Orange County Supervisor Thomas F. Riley, discussing his retirement publicly for the first time, said Friday that he will not run for reelection in 1990 if two pet projects are completed or well under way.
"I'll go out unless I don't get the airport terminal or the San Joaquin Corridor," Riley said in an interview. Riley, who turns 74 on July 6, is the county's oldest and most senior supervisor.
For the Record
Los Angeles Times Sunday June 14, 1987 Orange County Edition Metro Part 2A Page 2 Column 5 Metro Desk 1 inches; 20 words Type of Material: Correction
A story in Saturday's Times incorrectly reported that Orange County Supervisor Thomas F. Riley will be 74 on July 6. He will be 75 on that date.
The planned $297-million expansion of John Wayne Airport is the county's biggest public works project ever. Construction of the two-level terminal is scheduled to begin in May, with a prospective opening date of April 1, 1990.
The proposed San Joaquin freeway would connect the Corona del Mar Freeway in Newport Beach to Interstate 5 near Avery Parkway.
'Ready to Retire'
"I feel I can get some concrete down within the four years" of his current term, said Riley, a supervisor since 1974. "I can get something to walk on. Then I'm ready to retire."
Despite his age and occasional health problems, which have included severe asthma attacks and, less than three weeks ago, prostate surgery, Riley had never discussed retirement, saying he loved his job.
If there is competition to succeed Riley in his 5th District, the 1990 election could be the most expensive ever for county supervisor, topping the $1-million-plus mark of last year's fight to succeed Ralph B. Clark in the 4th District.
In the past, Sheriff Brad Gates and county Republican Party Chairman Tom Fuentes have been mentioned as possible candidates to succeed Riley. Gates could not be reached for comment Friday and Fuentes would not say, before Riley's actual retirement, what he might do.
Airport Expansion Project
Expansion of the airport, which is in Riley's district, was held up for years by legal battles. Lengthy, painstaking negotiations resulted in a compromise that Riley hailed as one of the major accomplishments during his time in office.
He has also campaigned strongly for the San Joaquin Corridor and said that building the freeway "has been one of my goals since I was a supervisor."
Two of the five supervisors are new this year. Former Anaheim Mayor Don R. Roth won an expensive election to fill the seat vacated by Ralph B. Clark, who decided not to seek reelection after 16 years as a supervisor. Gaddi H. Vasquez was appointed to fill the vacancy created when Bruce Nestande resigned midway through his second four-year term to become a vice president of a development firm.
Riley's announcement of his plans came as he discussed a county grand jury report Thursday that recommended electing supervisors countywide rather than by district and limiting them to two four-year terms.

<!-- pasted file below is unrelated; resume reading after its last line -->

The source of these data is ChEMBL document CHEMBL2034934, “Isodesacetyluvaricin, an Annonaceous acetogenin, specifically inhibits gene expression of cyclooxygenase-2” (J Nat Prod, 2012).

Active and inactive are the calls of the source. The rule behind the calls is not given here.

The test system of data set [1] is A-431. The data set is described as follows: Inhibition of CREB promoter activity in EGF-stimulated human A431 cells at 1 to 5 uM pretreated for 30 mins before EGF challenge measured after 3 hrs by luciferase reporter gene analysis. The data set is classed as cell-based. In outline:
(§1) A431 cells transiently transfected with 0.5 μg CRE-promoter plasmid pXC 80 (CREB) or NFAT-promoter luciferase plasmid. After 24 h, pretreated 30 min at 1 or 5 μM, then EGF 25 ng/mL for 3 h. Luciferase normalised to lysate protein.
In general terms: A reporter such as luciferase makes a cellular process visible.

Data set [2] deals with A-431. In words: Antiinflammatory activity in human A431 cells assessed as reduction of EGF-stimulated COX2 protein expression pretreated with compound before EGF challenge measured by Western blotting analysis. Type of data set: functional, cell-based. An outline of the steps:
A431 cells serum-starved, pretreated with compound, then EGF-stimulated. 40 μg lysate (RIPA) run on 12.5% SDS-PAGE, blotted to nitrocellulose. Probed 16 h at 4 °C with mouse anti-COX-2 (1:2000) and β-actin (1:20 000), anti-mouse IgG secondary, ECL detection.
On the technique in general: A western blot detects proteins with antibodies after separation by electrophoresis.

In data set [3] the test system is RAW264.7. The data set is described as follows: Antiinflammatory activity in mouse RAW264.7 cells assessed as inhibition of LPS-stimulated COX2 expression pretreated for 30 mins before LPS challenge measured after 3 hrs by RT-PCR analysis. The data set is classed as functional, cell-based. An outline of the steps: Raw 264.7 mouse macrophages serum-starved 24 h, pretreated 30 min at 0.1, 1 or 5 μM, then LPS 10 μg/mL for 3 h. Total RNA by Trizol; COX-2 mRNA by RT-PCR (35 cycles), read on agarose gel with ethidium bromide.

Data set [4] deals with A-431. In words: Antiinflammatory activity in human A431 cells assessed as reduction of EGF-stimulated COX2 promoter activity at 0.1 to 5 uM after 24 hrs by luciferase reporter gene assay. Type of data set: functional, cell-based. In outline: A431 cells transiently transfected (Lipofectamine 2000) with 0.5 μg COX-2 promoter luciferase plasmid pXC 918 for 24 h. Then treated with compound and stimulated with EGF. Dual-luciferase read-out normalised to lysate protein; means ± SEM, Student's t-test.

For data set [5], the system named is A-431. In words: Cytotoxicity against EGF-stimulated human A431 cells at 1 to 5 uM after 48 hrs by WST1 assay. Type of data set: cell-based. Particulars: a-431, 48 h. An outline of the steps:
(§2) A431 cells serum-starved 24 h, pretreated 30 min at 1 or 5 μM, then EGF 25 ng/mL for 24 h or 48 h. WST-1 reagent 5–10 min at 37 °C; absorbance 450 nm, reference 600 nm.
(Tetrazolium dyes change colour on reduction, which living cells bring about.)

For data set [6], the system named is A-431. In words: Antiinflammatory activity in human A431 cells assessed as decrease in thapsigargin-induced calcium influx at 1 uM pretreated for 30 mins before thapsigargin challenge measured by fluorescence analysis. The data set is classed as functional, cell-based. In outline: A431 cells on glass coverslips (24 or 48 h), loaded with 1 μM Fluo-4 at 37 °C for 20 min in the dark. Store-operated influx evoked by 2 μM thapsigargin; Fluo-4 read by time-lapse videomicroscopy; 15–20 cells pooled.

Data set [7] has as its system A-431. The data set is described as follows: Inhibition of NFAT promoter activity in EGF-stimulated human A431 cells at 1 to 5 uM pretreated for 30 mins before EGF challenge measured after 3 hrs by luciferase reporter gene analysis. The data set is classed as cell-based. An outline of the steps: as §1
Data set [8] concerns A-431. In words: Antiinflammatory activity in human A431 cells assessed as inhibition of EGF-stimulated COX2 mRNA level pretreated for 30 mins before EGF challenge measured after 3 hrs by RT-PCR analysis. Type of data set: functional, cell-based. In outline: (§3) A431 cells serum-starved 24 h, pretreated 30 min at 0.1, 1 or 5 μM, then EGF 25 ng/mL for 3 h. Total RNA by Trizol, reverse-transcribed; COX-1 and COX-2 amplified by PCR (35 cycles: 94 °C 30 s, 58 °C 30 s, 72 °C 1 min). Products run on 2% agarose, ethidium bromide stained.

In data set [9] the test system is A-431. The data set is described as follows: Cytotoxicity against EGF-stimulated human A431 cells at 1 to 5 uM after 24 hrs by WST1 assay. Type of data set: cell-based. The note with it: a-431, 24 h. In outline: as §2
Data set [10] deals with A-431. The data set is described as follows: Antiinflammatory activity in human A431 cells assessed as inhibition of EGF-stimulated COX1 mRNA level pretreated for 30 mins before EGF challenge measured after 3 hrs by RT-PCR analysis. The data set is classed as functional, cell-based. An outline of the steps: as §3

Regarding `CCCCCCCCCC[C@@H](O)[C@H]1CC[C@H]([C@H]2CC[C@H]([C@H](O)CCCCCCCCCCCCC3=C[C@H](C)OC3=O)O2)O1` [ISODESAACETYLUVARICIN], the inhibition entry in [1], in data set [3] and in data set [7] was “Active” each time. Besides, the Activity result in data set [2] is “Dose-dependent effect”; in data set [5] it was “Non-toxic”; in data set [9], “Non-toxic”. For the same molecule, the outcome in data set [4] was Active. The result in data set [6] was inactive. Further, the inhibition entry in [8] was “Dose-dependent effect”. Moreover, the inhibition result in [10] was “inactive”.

Riley said that it would be enormously expensive for a supervisor to run countywide and that such elections would result in supervisors who were "not as effective or responsive" to constituents as they are now.
'Public Already Has Choice'
On the question of a two-term limit, Riley said that "the public already has that choice if they don't want to keep you in more than two terms if you haven't done your job well."
There had been questions of whether Riley would run for reelection last year because of his age.
He did run, and racked up 68.7% of the vote in the June election for an easy victory over two opponents.
Riley was a retired Marine Corps brigadier general who had never held elective office when then-Gov. Ronald Reagan picked him in 1974 to replace Supervisor Ronald W. Caspers, who was lost at sea in a boating accident.
Despite his inexperience in government and civilian politics, Riley has always had an easy time of it at the polls, winning by large margins in 1976, 1978, 1982 and last year.
His district runs along the southern Orange County coast from Costa Mesa to San Clemente and inland to Irvine, including large portions of unincorporated territory such as Laguna Niguel and Dana Point, where the supervisor functions much as city councilmen and mayors do in cities.
Fuentes, expressing skepticism that Riley will step down, said: "I suspect that Tom Riley's still got a lot of miles and energy in him. I would not be too quick to commit him to any retirement."
Fuentes, who was an aide to Caspers in 1970-74, described Riley as "one of the best supervisors ever" in the county. "He's a hands-on, people-minded supervisor who is very much in touch with all elements of his constituency and one who gives the time and personal energy to the job at an outstanding level."
Vasquez said if Riley does indeed retire "it would be a major loss."
Vasquez said that Riley "represents the style of politician and government leader that is good for a community in that he is very, very strong on the grass roots and community contact. He's out there with his constituents, he's well liked and he is just someone who is truly committed to the job of being a supervisor."
Board of Supervisors Chairman Roger R. Stanton, who was elected to his first term in 1980, said: "I think the board will miss a giant if Tom Riley steps down. I think he is unsurpassed as far as compassion and sincerity and commitment to hard work."
After his recent surgery, Riley missed just two board meetings. He said that since the operation he feels "really good. My energy level is up tremendously."